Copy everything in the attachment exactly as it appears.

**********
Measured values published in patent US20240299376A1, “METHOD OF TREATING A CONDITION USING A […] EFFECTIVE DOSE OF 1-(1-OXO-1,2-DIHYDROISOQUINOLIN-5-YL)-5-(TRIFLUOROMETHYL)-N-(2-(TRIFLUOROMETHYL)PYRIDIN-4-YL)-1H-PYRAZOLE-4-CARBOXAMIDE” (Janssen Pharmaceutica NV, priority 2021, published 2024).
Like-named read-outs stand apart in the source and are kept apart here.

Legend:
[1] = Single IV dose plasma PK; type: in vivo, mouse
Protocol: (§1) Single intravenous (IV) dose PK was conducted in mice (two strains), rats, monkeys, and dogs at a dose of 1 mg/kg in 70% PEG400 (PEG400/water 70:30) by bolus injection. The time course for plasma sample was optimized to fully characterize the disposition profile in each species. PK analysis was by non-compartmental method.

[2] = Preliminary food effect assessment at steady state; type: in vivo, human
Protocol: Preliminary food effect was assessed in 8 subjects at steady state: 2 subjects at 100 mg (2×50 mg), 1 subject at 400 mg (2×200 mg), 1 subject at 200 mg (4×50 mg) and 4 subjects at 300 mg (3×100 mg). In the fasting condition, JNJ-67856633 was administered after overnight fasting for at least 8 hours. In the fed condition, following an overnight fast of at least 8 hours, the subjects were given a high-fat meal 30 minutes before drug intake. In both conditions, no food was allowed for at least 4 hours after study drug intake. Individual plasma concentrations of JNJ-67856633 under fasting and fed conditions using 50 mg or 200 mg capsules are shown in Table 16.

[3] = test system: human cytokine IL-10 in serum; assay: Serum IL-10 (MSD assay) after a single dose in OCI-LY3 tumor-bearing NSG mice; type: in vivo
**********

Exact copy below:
Measured values published in patent US20240299376A1, “METHOD OF TREATING A CONDITION USING A […] EFFECTIVE DOSE OF 1-(1-OXO-1,2-DIHYDROISOQUINOLIN-5-YL)-5-(TRIFLUOROMETHYL)-N-(2-(TRIFLUOROMETHYL)PYRIDIN-4-YL)-1H-PYRAZOLE-4-CARBOXAMIDE” (Janssen Pharmaceutica NV, priority 2021, published 2024).
Like-named read-outs stand apart in the source and are kept apart here.

Legend:
[1] = Single IV dose plasma PK; type: in vivo, mouse
Protocol: (§1) Single intravenous (IV) dose PK was conducted in mice (two strains), rats, monkeys, and dogs at a dose of 1 mg/kg in 70% PEG400 (PEG400/water 70:30) by bolus injection. The time course for plasma sample was optimized to fully characterize the disposition profile in each species. PK analysis was by non-compartmental method.

[2] = Preliminary food effect assessment at steady state; type: in vivo, human
Protocol: Preliminary food effect was assessed in 8 subjects at steady state: 2 subjects at 100 mg (2×50 mg), 1 subject at 400 mg (2×200 mg), 1 subject at 200 mg (4×50 mg) and 4 subjects at 300 mg (3×100 mg). In the fasting condition, JNJ-67856633 was administered after overnight fasting for at least 8 hours. In the fed condition, following an overnight fast of at least 8 hours, the subjects were given a high-fat meal 30 minutes before drug intake. In both conditions, no food was allowed for at least 4 hours after study drug intake. Individual plasma concentrations of JNJ-67856633 under fasting and fed conditions using 50 mg or 200 mg capsules are shown in Table 16.

[3] = test system: human cytokine IL-10 in serum; assay: Serum IL-10 (MSD assay) after a single dose in OCI-LY3 tumor-bearing NSG mice; type: in vivo